Education for Veterans

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Being a military veteran carries benefits and challenges when those veterans seek an education. Joanna Sweatt, Military Advocate at Arizona State University’s Pat Tillman Veterans Center, will discuss education for veterans.

Ted Simons: Opportunities and challenges facing Veterans will be the focus of a special program later tonight here on eight Arizona PBS. The show is titled "arizona Veterans coming home, ask an expert," and it will offer viewers a chance to call and have their questions and concerns answered by experts on Veteran issues. Veteran's issues, I should say, education will be among those issues addressed tonight, and joining us now is Joanna Sweatt, the military advocate at asu's pat Tillman's Veterans center. Thanks for joining us.

Joanna Sweatt: Thanks for having me.

Ted Simons: What are the challenges? The challenges facing returning Veterans when it comes to education.

Joanna Sweatt: Well there's a few of them. First and foremost it's the transition out of the service because generally, they are using education as a transitional step. Our current G.I. bill, the post--11G.I. bill is very robust and that provides not only the financial piece to cover tuition, but also provides a housing and living stipend, so many of those that are leaving the service, either unexpectedly or after one too many deployments, it seems like the next easy step, is to pursue education.

Ted Simons: And you mentioned the G.I. bill, still very much in play.

Joanna Sweatt: Yes. We don't know of it going anywhere at this point. It's, actually, being improved, as well because there's been Federal legislation that has passed that is telling institutions that are public schools, to charge instate tuition, as the max value of education for Veterans returning to their universities.

Ted Simons: With the G.I. bill there, are there concerns over school loans? Are there -- I know for profit universities had trouble there targeting military folks, what are you seeing?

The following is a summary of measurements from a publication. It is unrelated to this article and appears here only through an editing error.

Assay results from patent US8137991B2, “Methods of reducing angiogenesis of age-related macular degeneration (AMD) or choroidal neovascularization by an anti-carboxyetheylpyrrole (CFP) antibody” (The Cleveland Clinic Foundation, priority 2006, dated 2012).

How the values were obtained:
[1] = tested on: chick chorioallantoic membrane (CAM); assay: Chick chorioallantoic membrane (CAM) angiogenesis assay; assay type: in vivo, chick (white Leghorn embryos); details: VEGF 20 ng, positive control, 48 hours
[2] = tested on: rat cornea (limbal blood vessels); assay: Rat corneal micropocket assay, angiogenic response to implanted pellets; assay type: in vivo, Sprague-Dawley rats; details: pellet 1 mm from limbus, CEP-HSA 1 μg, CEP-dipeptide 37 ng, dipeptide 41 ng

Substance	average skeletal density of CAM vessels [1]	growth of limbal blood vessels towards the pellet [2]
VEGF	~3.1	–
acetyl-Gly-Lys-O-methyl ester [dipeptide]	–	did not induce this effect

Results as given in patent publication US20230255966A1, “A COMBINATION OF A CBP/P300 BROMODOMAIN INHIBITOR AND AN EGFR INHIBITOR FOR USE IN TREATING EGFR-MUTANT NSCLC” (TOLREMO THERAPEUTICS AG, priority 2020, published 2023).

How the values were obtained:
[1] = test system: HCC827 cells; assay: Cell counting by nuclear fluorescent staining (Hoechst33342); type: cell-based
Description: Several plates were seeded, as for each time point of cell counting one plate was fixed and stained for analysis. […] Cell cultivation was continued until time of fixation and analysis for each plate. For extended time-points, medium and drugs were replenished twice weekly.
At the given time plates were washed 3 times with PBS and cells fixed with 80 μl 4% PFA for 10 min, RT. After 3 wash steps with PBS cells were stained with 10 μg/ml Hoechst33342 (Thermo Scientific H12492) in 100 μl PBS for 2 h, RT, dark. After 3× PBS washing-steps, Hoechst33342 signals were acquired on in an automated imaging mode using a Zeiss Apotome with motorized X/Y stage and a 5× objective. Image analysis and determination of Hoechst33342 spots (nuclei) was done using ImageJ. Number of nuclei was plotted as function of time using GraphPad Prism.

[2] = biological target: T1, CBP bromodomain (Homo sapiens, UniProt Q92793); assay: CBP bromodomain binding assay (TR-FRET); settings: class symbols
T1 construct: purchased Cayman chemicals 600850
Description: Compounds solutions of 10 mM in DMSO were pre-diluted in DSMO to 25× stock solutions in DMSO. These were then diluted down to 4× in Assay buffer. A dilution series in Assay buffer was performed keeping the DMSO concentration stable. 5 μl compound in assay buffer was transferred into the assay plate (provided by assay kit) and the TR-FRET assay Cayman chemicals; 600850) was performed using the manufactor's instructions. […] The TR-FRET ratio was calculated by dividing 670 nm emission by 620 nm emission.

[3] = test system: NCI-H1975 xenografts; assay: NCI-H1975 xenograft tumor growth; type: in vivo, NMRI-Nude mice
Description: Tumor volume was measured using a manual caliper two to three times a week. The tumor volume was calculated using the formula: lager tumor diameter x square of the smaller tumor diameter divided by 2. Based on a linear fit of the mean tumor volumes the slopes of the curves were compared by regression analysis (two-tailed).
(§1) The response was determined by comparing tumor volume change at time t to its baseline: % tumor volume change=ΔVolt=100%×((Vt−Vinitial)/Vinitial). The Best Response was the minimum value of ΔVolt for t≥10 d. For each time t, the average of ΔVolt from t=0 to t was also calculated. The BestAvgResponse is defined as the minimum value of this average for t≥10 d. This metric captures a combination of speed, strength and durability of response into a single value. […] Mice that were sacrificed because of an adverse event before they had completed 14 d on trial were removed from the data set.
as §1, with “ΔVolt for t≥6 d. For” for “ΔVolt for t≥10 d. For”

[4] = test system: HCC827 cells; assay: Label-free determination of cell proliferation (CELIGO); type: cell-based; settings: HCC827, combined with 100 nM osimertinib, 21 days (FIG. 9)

Joanna Sweatt: I am not really familiar on that side because I work at asu, which is a public institution, so most of our students are covered at 100% on the GI bill. They do qualify for things such as the pell grant, which gives them extra money to help offset the other incidental cost, but I don't see a lot of our students par taking on the student loan side.

Ted Simons: Can you compare the education one gets in the military with the education that they will get out of asu?

Joanna Sweatt: It's grossly different because in the military, you are at a point in place, you have an instructor that you have to listen to. There is no nodding off. There is no derelict behavior associated with military style teaching. Now that they are here in a traditional University setting, they are dealing with all the different distractions that happens in a classroom, and in a military classroom, everybody is sitting straight, looking forward, and paying attention to the period of instruction in the civilian classroom, and you have got young students on Twitter, on their Facebook, you know, and typing away, on their computers, and or cell phones, which is a huge distraction to Veterans. Believe it or not, that's -- they come to my office to vent, and that's the biggest problem they have is not being able to control their learning environment because most professors are just there, and they are giving their spiel, and that's the end of class, and you go on, and you are expected to reiterate yourself and learn, and they are having trouble with that because they want that connection with the professor, and they want that one-on-one, and you don't really get that in the University setting.

Ted Simons: And I would imagine, as well, in the military, failure is not an option.

Joanna Sweatt: It's not an option.

Ted Simons: And with that in mind, is it hard for some of these folks to adjust to the, you know, to --

Joanna Sweatt: Absolutely.